October 5, 2010
According to Françoise Sagan, malaise and apathy are qualities belonging to the bourgeoisie. Where there is excess there is expectation of more excess and as such a constant feeling of lack, which then manifests into desire. But, if there is already excess then desire is misplaced, as so, we see malaise and apathy present themselves in its wake.
This, it seems, was the greatest problem in life and in writing for French novelist/playwright/screenwriter Françoise Sagan. At just nineteen she had her first novel, Bonjour Tristesse (1954), published under a pseudonym (her real name Françoise Quoirez) to shield herself from bourgeois peers and contemporaries who would no doubt find its content shocking. Most often when one hears the word “shocking” sexual themes or violence come to mind but what is so shocking about Quoirez’s writing – so shocking that it required her to publish under a pseudonym – is that it portrays the bourgeoisie as over indulgent, whimsical, spiteful, vacuous, indignant and most terrifying of all: so fanciful and self-righteous that they are unconstrained by even the limits of bourgeois control. The characters Quoirez creates are selfish, naive, rueful little girls; their written attributes and feelings subtly alluded to at every opportunity in this beautiful biopic; an opulent, pained picture of a remarkable yet deeply flawed woman: Sagan (2008).
Claiming from the outset that “What is most feared in secret is what always happens.” Sagan (brilliantly played by Sylvie Testud) fears the inevitability of dying alone. Living her life beyond even her own privileged means; “I loved excess”; Sagan spends and loves with careless abandon. Having had a full life of success and riches – believing herself to be free and able to do as she pleases from one impulse to the next – it is of no comfort to her when she is left with nothing but her vices and herself; and the words of her late lover which hauntingly resound, “You’re a prisoner.” A prisoner to her own misguided ingenuity, her cerebral affairs leave her with nothing but solitude. Weighting questions of interiority against fond and foul memory, she is no freer at the end of her life than she was when she started out, insolently declaring, “The law must adapt to us not the other way. Enough. How I destroy myself is my business.”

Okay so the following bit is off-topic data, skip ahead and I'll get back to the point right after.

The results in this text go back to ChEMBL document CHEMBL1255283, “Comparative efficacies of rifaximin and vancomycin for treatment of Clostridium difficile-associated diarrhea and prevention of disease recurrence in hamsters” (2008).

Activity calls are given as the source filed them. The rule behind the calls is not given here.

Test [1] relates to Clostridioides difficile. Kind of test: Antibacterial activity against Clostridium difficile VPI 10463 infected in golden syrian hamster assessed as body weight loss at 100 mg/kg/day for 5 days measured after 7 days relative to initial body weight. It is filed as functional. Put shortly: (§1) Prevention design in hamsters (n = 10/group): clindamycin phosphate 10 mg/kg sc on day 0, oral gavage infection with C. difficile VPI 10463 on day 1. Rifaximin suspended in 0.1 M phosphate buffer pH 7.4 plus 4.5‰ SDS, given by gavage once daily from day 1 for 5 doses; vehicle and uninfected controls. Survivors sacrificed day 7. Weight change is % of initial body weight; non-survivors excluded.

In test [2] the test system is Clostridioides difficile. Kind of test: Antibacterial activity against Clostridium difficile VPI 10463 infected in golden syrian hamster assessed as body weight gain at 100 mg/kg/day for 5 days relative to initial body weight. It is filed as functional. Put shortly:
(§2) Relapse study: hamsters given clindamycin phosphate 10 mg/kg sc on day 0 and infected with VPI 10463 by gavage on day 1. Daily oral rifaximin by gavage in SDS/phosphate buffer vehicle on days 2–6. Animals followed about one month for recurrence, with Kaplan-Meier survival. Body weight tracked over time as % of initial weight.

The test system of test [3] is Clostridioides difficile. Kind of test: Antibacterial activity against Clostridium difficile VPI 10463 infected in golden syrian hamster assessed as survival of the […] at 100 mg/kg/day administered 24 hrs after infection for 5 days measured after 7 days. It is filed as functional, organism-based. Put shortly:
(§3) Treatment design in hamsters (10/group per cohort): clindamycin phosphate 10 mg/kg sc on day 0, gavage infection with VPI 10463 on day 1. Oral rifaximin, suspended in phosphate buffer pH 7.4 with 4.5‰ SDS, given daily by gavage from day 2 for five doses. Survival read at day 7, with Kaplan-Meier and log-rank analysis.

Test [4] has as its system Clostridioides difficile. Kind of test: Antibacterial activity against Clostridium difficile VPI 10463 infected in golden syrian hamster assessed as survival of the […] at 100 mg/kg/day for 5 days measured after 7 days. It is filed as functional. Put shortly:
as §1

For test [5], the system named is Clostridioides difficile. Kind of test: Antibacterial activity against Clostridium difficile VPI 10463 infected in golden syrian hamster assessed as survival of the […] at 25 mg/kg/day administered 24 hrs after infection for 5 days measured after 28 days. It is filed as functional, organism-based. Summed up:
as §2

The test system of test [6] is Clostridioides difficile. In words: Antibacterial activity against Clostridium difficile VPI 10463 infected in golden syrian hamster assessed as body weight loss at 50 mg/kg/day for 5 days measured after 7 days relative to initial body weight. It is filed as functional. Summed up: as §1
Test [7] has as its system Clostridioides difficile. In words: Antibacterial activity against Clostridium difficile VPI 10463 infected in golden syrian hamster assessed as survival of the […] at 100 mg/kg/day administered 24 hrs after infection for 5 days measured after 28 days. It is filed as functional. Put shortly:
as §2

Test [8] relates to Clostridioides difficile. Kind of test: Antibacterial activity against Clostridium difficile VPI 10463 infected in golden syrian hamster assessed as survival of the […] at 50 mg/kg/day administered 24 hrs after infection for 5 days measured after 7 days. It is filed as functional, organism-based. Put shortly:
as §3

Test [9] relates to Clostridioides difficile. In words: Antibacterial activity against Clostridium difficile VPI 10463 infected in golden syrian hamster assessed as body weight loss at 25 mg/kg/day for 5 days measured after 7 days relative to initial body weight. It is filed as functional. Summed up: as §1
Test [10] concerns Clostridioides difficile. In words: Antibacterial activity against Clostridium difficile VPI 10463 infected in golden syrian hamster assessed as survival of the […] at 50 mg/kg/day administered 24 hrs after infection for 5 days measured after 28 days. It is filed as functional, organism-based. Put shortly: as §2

Centred around themes of isolation and self-destruction the biopic is less of an insight into a remarkable woman’s life and career (her work merely mentioned rather than explained in the film) than it is a reflection and meditation on the content and nuance of her writing; the final irony that her induction into the life she led is exactly how she must greet its end, “Bonjour Tristesse” (Hello Sadness). For anyone coming to the film without prior knowledge of her work, it may come across as yet another biopic about a famous person whose artistry manifested into a masochistic spiral of self-destruction. But to have read her words- the biopic is simply beautiful, portraying with great poignancy the essence of her early novels and the shocking themes that turned into a tragic life.